A new study adds to a growing body of research that suggests our biological age – a measure that's distinct from a person's chronological age – could be reversible.

An international team of researchers found markers of biological aging that appeared to increase following stressful events such as major surgery, pregnancy, or a serious infection, and then returned to baseline levels after a period of recovery from those stressors.

Slowing down, let alone reversing, the effects of aging is something of a pipedream for medicine and health entrepreneurs.

Our growing understanding of the natural malleability of DNA, to which chemical tags are added or removed by cells, changing the way genes are expressed, is enticing research in this area.

These so-called epigenetic changes may reflect a person's exposure to lifestyle and environmental factors such as malnutrition, infection, or stress, in childhood or later life.

In this way, epigenetic changes mark the passing of time and can be used as a molecular 'clock' to estimate the biological age of tissues and organs compared to the person's chronological age.

Scientists can also estimate biological age by measuring the length of telomeres; the protective caps on the end of chromosomes that shorten each time cells divide.

Studies looking at telomeres have shown how the stress on new doctors or having multiple pregnancies can age cells beyond their years.

Past longevity research typically investigated ways to lengthen telomeres as a means of extending the lifespan of animals. Yet identifying ways to rewind epigenetic clocks has become a more recent focus.

"Despite the widespread acknowledgment that biological age is at least somewhat malleable, the extent to which biological age undergoes reversible changes throughout life and the events that trigger such changes remain unknown," explains Harvard Medical School molecular biologist Vadim Gladyshev, who co-authored the new study.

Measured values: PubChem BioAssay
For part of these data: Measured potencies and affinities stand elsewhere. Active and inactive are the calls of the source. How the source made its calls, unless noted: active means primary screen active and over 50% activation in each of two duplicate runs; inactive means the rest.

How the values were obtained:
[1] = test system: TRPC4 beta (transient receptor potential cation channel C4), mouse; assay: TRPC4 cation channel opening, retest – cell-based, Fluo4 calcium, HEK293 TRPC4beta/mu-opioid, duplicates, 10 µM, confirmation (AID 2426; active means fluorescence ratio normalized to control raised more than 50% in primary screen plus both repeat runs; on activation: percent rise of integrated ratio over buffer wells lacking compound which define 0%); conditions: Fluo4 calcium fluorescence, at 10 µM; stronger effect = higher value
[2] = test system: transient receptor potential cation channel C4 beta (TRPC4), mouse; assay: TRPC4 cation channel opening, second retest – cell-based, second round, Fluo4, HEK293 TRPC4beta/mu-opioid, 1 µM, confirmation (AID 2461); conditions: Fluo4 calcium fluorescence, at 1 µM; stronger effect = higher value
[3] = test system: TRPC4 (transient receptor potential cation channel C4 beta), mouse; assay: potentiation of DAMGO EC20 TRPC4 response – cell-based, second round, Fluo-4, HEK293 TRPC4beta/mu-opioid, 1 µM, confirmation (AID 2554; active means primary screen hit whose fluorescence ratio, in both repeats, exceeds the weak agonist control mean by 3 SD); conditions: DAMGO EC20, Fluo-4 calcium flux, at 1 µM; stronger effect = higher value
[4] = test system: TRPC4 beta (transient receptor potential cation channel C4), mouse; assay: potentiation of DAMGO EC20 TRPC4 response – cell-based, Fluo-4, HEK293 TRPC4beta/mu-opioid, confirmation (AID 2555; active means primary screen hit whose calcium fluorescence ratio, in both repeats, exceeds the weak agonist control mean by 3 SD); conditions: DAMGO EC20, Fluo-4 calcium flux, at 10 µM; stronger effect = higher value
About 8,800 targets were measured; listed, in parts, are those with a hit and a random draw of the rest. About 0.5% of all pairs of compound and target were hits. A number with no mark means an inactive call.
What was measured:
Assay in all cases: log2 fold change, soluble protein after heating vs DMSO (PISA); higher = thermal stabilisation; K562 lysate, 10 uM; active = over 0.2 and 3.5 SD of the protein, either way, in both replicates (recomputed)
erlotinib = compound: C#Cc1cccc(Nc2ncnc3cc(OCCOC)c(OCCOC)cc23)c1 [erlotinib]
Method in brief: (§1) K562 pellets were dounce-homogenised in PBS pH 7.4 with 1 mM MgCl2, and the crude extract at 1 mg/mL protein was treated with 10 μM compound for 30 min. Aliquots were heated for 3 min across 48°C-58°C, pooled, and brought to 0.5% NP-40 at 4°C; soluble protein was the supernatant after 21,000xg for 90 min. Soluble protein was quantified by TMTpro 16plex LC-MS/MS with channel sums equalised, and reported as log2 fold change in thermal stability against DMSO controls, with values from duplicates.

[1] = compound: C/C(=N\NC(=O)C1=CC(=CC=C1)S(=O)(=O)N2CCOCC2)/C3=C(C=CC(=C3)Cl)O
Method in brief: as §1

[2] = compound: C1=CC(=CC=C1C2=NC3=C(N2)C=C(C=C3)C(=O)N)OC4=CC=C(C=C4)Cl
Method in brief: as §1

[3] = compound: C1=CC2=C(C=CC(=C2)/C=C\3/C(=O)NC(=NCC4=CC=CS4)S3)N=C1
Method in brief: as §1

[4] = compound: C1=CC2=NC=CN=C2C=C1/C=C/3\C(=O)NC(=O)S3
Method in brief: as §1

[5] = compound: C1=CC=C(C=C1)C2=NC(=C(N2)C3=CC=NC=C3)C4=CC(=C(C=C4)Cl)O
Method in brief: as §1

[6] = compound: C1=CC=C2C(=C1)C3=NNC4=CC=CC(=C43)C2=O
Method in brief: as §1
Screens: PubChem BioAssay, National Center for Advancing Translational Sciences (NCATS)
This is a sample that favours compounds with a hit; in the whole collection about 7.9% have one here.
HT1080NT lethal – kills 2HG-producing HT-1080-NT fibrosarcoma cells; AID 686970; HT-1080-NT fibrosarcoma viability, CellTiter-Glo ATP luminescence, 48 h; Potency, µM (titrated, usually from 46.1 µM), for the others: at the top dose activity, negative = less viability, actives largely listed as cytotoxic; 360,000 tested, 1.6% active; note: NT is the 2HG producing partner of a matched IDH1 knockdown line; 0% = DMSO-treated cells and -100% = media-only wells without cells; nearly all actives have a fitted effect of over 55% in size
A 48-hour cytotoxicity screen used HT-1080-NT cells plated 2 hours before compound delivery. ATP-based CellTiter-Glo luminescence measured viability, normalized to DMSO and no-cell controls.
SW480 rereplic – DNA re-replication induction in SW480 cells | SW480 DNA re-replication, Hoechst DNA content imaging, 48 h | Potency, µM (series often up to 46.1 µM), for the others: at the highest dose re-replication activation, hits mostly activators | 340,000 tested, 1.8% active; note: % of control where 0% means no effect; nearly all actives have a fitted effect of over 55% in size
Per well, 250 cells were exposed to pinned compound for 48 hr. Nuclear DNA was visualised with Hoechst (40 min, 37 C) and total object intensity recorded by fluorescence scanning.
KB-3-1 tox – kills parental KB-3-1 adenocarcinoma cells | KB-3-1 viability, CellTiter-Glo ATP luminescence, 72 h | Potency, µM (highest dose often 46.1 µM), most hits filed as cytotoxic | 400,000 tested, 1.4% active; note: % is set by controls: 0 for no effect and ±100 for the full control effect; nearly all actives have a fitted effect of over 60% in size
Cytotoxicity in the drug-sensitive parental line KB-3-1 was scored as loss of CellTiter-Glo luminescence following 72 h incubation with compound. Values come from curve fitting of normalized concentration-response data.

That's not to say scientists haven't chanced upon surprising results in the past that hint at biological age being reversible, even in humans.

Research shows that in spite of the toll an unborn baby takes on their mother's body, a mother's cells look 'younger' during pregnancy than her chronological age suggests they should be.

And in 2019, investigators conducting a small clinical trial realized that a cocktail of three common drugs may shed a few years off a person's biological age.

This new study, which used multiple epigenetic clocks to measure how biological age changes in response to stress in animal models and human datasets, also finds that stress-induced spurts of aging might only be a temporary thing.

"A clear pattern that emerged over the course of our studies is that exposure to stress increased biological age," write the researchers in their published paper.

"When the stress was relieved, biological age could be fully or partially restored. This is perhaps most clearly demonstrated by our analysis of biological age changes in response to major surgery."

Blood samples from elderly trauma patients undergoing emergency surgery showed surges in markers of biological age that returned to baseline a week after the operation.

This pattern reflected results from mice that had been surgically joined and then separated. However, patients opting for elective surgery showed no signs of accelerated aging.

Finding a signal among the noise of millions of cells abuzz with activity is difficult to do, hence why the researchers compared multiple epigenetic clocks. Interestingly, some detected no changes.

Even so, the researchers think their findings suggest that the body is capable of reversing biological aging processes.

But it's one thing to observe fluctuations in bodily processes, and another thing altogether to try and harness them therapeutically to reverse the effects of aging.

The body is capable of many remarkable things that modern medicine can barely replicate, and we don't yet know if these fleeting changes in cellular aging have any lasting or detectable health effects.

The research has been published in Cell Metabolism.